"Ma'am," Jim began as he looked at my mom. "I'm sorry about your husband. You have my condolences and if you need anything let me know."
"Mom," I said trying to find the next words to explain my unexpected circumstances. "I was in a car accident, but don't worry. No one got hurt but my car probably won't be able to run anymore."
"I better head out," Jim politely excused himself then said his goodbyes.
"He's still in there?" I asked Mom referring to Dad's body being in the house. "If he is, I would like to hang out in the back yard until he's gone."
"That's okay, sweetie." Mom nodded and gave me a hug.
While Bobby was out searching for Max, I punched in Mom's work number on the land line phone. After three rings, she answered.
"Sorry to be bothering you at work so early, Mom," I said quickly. "Max has run off again and some guy in a blue truck saw that my car door was opened. He was starting to fix it but then I discovered that Max ran off."
"Just relax," Mom told me. "I can come home for a bit if you want me to."
"No, that's not necessary. Bobby, the guy I told you about is looking for him. I think the gate was opened by mistake and that's how Max must have gotten out." I looked out the dining room window to see if there was any return of my hound dog.
"Laura." I heard a smile in Mom's voice. "There seems to be a pattern in your life lately."
"What do you mean Mom?"
"This is the third time in the last few months that some man has come to your rescue."
"Oh?" What was my mother getting at?
"Remember the tall, handsome officer who took you home after your car accident?"
"Yeah, what about him?"
"Then there was that cute young guy who had to fix your flat tire outside of Roswell?"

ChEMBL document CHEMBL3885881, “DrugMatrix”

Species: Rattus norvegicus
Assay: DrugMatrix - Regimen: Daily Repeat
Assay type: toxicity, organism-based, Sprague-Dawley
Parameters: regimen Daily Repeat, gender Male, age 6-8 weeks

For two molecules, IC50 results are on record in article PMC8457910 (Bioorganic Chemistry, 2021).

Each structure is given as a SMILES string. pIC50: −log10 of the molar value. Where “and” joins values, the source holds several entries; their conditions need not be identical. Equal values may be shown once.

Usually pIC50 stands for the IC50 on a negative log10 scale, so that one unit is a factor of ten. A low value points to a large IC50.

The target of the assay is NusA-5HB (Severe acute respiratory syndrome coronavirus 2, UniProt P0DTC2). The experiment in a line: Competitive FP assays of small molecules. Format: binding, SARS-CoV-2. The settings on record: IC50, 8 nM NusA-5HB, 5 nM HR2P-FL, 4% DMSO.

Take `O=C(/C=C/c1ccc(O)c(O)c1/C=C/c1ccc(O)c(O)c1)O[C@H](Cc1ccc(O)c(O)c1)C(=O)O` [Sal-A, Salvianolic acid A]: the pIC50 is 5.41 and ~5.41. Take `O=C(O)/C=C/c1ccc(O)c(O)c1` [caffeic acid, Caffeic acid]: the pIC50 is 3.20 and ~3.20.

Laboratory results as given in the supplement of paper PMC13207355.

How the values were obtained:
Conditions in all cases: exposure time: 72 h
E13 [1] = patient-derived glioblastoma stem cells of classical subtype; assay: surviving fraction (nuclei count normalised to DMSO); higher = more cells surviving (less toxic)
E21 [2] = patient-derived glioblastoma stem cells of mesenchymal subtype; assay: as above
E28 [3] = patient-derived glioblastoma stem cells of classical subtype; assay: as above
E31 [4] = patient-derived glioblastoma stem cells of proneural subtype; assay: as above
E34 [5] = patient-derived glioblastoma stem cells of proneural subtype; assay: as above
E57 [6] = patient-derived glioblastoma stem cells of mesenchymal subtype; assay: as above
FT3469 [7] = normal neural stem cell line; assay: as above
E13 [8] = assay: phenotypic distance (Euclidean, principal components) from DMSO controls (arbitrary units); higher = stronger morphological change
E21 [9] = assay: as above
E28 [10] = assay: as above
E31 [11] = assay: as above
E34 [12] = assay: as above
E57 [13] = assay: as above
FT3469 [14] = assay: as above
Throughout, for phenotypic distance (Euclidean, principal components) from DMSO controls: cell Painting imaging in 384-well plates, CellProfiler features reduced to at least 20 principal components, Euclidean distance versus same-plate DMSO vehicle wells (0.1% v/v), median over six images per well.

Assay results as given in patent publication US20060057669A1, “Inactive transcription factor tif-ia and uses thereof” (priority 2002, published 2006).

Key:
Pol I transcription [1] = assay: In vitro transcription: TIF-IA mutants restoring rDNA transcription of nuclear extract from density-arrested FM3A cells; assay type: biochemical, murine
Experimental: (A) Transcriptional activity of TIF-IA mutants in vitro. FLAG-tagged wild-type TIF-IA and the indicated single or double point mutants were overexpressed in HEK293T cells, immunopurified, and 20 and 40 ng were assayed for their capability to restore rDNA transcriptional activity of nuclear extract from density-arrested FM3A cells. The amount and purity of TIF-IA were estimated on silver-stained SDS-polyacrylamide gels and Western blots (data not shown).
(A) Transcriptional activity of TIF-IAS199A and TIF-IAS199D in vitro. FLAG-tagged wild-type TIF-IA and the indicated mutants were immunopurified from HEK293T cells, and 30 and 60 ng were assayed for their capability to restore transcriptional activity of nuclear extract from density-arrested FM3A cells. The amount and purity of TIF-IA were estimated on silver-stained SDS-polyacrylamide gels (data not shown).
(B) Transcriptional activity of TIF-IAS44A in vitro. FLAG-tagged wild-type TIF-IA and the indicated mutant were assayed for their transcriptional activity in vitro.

I was trying to remember that incident. As I recalled, the flat tire incident was back in August.
"Yeah, I vaguely remember that Mom? What about it?"
"You've seemed to get into a damsel in distress pattern lately."
"Not on purpose, Mom." I rolled my eyes because she could not see me do that over the phone.
"Now, don't roll your eyes at me." There went that Mom thing again, they always knew things even when they did not see them.
"Oh, Mom," I said rolling my eyes again and not caring that she probably knew I was doing it again. Another peek through the dining room window and I saw Max happily wagging his tail while Bobby followed him into the back yard. "Everything's fine now. Max is back in the yard again!"
"Good," Mom said sounding pleased. "I knew he would come back."
"I better let you go so you can go back to work."
"I told you that with the recent oil field boom that this town would be raining men," Mom informed me. "I'll see you at dinner, right?"
"Yeah," I said. "I'm off today so I don't plan to go anywhere."
"No ride a longs with the police?"
"No, Mom. Not on a Thursday."
After Mom and I said our goodbyes and hung up the phone, I went outside to check on Max and Bobby. The sun was starting to peek through the clouds and the weather did not feel as cool. Fall season in Southeastern New Mexico was often unpredictable.
"So where did you find him?" I asked Bobby.